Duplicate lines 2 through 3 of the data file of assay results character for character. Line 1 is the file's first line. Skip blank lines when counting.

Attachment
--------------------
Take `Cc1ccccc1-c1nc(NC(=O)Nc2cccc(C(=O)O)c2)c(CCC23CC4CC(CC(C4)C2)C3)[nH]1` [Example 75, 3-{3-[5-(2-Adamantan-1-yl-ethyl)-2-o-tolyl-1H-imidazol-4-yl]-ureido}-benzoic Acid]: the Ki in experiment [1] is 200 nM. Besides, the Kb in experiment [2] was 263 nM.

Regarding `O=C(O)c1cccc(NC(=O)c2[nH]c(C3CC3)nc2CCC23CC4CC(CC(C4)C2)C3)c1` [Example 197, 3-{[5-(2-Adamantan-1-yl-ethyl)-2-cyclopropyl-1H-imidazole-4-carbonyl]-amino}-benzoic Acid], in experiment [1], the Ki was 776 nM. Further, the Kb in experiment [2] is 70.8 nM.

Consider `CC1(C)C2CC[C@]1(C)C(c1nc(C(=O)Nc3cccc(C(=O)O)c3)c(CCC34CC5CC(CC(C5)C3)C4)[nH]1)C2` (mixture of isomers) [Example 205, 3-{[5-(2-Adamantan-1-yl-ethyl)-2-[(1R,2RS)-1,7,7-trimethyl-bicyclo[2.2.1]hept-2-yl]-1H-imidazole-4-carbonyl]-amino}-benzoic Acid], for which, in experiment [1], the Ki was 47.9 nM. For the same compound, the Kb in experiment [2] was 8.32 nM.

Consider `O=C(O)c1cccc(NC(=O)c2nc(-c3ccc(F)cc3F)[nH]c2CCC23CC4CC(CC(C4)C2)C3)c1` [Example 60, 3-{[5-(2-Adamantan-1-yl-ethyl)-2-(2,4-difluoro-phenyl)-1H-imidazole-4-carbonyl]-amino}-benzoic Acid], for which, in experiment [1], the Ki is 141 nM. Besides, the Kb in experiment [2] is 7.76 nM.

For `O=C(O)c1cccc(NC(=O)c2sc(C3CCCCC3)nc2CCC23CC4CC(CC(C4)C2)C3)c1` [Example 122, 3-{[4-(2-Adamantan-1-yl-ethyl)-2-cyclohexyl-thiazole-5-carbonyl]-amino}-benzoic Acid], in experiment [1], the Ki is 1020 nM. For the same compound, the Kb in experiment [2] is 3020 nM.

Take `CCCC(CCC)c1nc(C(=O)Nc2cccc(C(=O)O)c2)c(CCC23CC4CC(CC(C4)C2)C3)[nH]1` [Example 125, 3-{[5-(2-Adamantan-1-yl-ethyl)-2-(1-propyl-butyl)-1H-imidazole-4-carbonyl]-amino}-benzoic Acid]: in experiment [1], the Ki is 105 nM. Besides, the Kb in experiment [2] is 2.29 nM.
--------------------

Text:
Regarding `O=C(O)c1cccc(NC(=O)c2[nH]c(C3CC3)nc2CCC23CC4CC(CC(C4)C2)C3)c1` [Example 197, 3-{[5-(2-Adamantan-1-yl-ethyl)-2-cyclopropyl-1H-imidazole-4-carbonyl]-amino}-benzoic Acid], in experiment [1], the Ki was 776 nM. Further, the Kb in experiment [2] is 70.8 nM.

Consider `CC1(C)C2CC[C@]1(C)C(c1nc(C(=O)Nc3cccc(C(=O)O)c3)c(CCC34CC5CC(CC(C5)C3)C4)[nH]1)C2` (mixture of isomers) [Example 205, 3-{[5-(2-Adamantan-1-yl-ethyl)-2-[(1R,2RS)-1,7,7-trimethyl-bicyclo[2.2.1]hept-2-yl]-1H-imidazole-4-carbonyl]-amino}-benzoic Acid], for which, in experiment [1], the Ki was 47.9 nM. For the same compound, the Kb in experiment [2] was 8.32 nM.